The Island of Missing Trees by Elif Sharak is what can only be called a masterpiece and has promptly lodged itself in my top 5 books of all time. This is the story of 2 Cypriot teenagers who fall in love in the 1970s despite their differing backgrounds – Kostas is Greek and Christian and Defne is Turkish and Muslim.  Decades later in London, their 16 year old daughter Ada is struggling to come to terms with losing her mother, battling her own grief and that of her father.  She knows nothing of her Cypriot roots or of the trauma in her parent’s past, until her estranged aunt arrives, changing her life for good.  I have no words to describe how beautifully written this story is, in language that is so lyrical and evocative it lifted my literary soul to a higher plane.  Most poignant of all is the way Sharak intertwines the natural world into the lives of the humans she portrays.  I was left speechless (which is incredibly rare) and wish I had the money to buy everyone I know their own copy.

In contrast, Lady in Waiting by Anne Glenconner is the autobiography of a woman who has lived all of her life on the periphery of the royal family. I am not much of a royalist, if truth be told, but given the current jubilee celebrations it felt like an appropriate time to explore the world of stately superiority and all this entails.  Glenconner writes such engaging prose – something I already knew from reading one of her novels earlier this year – and the anecdotes come thick and fast.  From a childhood disrupted by the second world war to an adult life shaped by her marriage to a highly eccentric and unpredictably violent husband (and not to mention her role as lady in waiting to Princess Margaret), she has certainly been through many fascinating experiences and I was highly entertained by them all. As autobiographies go this is both compelling and eminently readable. 

So which one will you be buying, Bookaholics – maybe all 3?  Just don’t let them languish at the bottom of your TBR for too long and let me know what you think!

The Bookaholic Bex Guide to Book Blogging

Something exciting happened last week, Bookaholics: someone I had never heard of before contacted me out of the blue.  They told me that they had been following me for a while (in the online sense, they aren’t physically stalking me) and that they wanted to thank me for all the brilliant books I had recommended and that they had loved.  Not only was this the nicest thing to happen to me for some time (unless you count the day someone gave me free cake) but it also completely blew me away.  Sometimes as a book blogger it can feel like you are screaming into the void, with little or no interaction on reviews you spend ages crafting.  But truth is, just because people don’t respond, it doesn’t mean they aren’t reading, and knowing this has made all the difference.  As a direct result of this life-affirming and frankly quite moving moment, I have put together the following Guide to Book Blogging, in the hope that my learning helps anyone else out there in the same position as me.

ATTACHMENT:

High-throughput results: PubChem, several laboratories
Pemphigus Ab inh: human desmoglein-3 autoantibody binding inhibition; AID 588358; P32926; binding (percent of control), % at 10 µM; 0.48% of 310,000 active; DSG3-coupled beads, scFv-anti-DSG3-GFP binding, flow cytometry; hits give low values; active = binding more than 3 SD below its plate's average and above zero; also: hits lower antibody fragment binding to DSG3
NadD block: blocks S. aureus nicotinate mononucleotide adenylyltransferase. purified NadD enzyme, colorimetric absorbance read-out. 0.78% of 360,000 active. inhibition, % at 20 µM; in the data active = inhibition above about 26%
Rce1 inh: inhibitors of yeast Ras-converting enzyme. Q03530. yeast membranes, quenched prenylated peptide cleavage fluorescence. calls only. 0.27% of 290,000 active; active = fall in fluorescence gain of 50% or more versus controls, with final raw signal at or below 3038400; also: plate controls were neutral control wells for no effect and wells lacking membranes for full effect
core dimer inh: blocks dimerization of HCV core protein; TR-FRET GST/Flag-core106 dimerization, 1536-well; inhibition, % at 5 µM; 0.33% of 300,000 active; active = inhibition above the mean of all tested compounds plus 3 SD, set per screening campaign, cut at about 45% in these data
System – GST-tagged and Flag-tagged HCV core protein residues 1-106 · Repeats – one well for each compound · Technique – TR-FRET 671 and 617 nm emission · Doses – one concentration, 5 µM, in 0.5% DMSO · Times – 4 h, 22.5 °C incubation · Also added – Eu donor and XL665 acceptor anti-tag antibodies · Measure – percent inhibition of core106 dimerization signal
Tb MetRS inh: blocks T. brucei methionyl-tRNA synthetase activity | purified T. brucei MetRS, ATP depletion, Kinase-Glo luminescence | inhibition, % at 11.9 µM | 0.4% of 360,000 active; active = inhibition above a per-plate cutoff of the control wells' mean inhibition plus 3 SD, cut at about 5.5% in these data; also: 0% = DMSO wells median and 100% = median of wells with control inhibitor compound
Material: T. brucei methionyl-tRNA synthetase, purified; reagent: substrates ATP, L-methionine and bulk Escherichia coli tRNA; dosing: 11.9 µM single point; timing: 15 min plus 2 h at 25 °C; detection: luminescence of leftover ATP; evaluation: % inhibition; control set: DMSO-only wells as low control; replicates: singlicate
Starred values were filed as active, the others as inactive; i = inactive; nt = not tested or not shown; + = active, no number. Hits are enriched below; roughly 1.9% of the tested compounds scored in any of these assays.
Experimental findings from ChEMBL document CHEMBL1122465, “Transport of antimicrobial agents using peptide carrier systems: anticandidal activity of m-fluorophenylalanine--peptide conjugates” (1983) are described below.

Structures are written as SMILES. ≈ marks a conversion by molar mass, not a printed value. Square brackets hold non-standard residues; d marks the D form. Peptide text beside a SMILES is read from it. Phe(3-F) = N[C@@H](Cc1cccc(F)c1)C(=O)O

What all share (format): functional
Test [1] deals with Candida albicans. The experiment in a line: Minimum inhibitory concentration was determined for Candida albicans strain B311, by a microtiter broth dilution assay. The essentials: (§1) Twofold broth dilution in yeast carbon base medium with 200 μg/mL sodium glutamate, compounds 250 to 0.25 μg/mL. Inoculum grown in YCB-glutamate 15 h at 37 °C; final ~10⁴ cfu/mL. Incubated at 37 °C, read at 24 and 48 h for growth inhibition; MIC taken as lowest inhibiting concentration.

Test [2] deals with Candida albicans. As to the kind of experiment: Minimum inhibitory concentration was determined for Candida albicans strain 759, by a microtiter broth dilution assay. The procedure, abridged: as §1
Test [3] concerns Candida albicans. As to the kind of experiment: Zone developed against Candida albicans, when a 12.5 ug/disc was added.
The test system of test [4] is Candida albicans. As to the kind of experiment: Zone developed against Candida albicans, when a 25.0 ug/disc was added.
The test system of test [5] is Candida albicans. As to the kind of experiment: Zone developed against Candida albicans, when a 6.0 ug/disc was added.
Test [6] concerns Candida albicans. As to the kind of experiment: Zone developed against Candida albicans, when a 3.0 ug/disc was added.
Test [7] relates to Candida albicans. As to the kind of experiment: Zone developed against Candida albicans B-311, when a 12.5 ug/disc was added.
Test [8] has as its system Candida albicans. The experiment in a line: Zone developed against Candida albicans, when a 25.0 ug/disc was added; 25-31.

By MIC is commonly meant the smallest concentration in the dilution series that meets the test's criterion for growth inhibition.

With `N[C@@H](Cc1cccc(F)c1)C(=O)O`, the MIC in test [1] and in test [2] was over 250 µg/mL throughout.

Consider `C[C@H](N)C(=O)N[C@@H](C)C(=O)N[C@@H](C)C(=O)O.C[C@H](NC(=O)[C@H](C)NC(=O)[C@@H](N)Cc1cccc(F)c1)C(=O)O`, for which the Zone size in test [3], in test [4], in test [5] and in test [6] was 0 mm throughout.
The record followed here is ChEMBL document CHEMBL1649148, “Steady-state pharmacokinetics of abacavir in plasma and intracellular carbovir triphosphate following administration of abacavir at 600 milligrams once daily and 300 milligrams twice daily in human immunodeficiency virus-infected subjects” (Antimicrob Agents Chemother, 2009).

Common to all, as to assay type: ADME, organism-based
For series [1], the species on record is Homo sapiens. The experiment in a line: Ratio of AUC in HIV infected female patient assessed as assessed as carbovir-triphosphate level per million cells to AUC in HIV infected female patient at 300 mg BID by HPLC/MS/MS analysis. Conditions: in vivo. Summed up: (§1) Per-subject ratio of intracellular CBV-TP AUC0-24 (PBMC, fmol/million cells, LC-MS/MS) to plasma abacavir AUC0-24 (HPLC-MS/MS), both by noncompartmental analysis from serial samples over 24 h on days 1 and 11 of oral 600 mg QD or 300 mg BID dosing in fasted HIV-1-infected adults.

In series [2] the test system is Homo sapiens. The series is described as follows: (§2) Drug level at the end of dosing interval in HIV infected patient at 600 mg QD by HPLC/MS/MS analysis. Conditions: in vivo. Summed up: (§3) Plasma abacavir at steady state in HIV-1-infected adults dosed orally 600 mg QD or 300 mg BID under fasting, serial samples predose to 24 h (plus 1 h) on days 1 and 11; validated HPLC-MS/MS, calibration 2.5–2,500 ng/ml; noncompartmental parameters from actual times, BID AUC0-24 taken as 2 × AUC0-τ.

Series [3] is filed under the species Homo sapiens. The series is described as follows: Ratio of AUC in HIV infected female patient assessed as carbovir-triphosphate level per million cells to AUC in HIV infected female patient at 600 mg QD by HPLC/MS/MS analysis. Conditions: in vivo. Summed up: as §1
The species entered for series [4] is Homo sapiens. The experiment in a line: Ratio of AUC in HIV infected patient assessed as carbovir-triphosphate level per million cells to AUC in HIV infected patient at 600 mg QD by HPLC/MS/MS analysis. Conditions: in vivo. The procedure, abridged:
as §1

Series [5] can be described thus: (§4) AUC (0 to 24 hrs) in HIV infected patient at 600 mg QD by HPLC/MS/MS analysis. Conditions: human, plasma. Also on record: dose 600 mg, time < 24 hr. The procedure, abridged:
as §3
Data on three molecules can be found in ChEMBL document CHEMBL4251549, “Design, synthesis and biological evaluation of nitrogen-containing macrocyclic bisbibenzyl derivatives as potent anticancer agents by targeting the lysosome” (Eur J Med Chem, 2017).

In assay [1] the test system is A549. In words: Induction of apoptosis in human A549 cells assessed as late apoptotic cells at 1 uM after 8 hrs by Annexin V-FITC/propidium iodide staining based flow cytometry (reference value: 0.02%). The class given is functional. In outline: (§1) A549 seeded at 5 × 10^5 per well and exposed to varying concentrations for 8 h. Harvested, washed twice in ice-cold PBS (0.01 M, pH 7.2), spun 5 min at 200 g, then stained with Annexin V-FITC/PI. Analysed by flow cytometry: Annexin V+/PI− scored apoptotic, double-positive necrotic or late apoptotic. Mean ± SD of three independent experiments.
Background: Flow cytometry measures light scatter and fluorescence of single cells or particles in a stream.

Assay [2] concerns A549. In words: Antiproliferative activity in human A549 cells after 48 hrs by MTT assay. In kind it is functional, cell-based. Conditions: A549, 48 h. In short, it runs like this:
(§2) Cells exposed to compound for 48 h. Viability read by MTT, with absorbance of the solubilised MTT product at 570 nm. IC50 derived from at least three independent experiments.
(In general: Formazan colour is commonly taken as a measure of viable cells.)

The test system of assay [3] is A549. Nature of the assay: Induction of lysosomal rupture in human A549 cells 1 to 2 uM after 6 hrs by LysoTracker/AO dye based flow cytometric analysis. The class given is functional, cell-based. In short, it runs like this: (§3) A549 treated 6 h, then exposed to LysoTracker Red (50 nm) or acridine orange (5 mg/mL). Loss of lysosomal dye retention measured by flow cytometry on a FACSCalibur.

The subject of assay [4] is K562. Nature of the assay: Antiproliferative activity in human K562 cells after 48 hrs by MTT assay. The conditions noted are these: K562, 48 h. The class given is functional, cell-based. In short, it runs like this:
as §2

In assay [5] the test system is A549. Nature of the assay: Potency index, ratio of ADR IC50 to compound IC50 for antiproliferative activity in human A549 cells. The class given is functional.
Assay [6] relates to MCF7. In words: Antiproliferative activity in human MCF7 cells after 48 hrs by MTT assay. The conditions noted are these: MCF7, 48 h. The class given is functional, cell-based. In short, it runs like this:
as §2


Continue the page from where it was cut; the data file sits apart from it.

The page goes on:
1) Blog from the heart.  Don’t worry about what other people think about a particular book, your response is just as valid – even if the entire world seems to love something you couldn’t get into.  (Birdsong by Sebastian Faulks – still think I may be the only person on the planet who found it clichéd and frankly quite terrible). Maintaining that integrity and being true to what you enjoy is a key part of building your own individual character as a blogger. Also, it’s exhausting trying to be one of the cool kids.  Individuality is way cooler.

2) Be kind.  Ok, you didn’t like a particular book, but you don’t need to tag the writer to tell them how awful you think their work is.  (Whilst I love everything else Sebastian Faulks has written, please don’t tag him in this). There are tactful ways of sharing your views without destroying the author’s self-worth: their work may not be for you but someone else will no doubt love it.  Ultimately if all else fails, apply what my mum always said to me when I was a child – if you can’t find something nice to say, don’t say anything at all.

3) Be tactful.  If an author has sent you a free copy of their book, repaying their kindness with insults is definitely not the answer. Let them know it wasn’t for you and then don’t tell the rest of the world.

4) Interact with other bloggers.  Remember that feeling when you post something that’s taken you ages to write and then no-one responds?  You are not the only one feeling that way.  Take the time to find the reviewing styles you like and promote those you engage with.  We all have our own unique approach and I have yet to read a blog I haven’t learnt something from. Carve out the time to give others what you want to receive.